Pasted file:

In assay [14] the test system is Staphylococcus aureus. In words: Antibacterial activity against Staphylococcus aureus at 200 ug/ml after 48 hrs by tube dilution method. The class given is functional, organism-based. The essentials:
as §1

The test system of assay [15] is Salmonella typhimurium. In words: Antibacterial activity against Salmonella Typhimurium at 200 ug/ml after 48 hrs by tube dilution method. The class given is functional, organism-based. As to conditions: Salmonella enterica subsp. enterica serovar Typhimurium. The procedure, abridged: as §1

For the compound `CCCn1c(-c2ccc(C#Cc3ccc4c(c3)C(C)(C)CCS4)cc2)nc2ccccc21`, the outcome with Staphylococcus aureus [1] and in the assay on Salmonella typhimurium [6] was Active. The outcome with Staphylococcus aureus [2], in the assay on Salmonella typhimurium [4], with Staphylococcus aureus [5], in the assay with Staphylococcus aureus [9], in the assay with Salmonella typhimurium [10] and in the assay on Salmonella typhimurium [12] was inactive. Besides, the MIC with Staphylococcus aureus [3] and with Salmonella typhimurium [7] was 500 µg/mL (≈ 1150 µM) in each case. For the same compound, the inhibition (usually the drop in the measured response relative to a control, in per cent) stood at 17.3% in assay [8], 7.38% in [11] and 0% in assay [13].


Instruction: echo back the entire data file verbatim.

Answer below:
In assay [14] the test system is Staphylococcus aureus. In words: Antibacterial activity against Staphylococcus aureus at 200 ug/ml after 48 hrs by tube dilution method. The class given is functional, organism-based. The essentials:
as §1

The test system of assay [15] is Salmonella typhimurium. In words: Antibacterial activity against Salmonella Typhimurium at 200 ug/ml after 48 hrs by tube dilution method. The class given is functional, organism-based. As to conditions: Salmonella enterica subsp. enterica serovar Typhimurium. The procedure, abridged: as §1

For the compound `CCCn1c(-c2ccc(C#Cc3ccc4c(c3)C(C)(C)CCS4)cc2)nc2ccccc21`, the outcome with Staphylococcus aureus [1] and in the assay on Salmonella typhimurium [6] was Active. The outcome with Staphylococcus aureus [2], in the assay on Salmonella typhimurium [4], with Staphylococcus aureus [5], in the assay with Staphylococcus aureus [9], in the assay with Salmonella typhimurium [10] and in the assay on Salmonella typhimurium [12] was inactive. Besides, the MIC with Staphylococcus aureus [3] and with Salmonella typhimurium [7] was 500 µg/mL (≈ 1150 µM) in each case. For the same compound, the inhibition (usually the drop in the measured response relative to a control, in per cent) stood at 17.3% in assay [8], 7.38% in [11] and 0% in assay [13].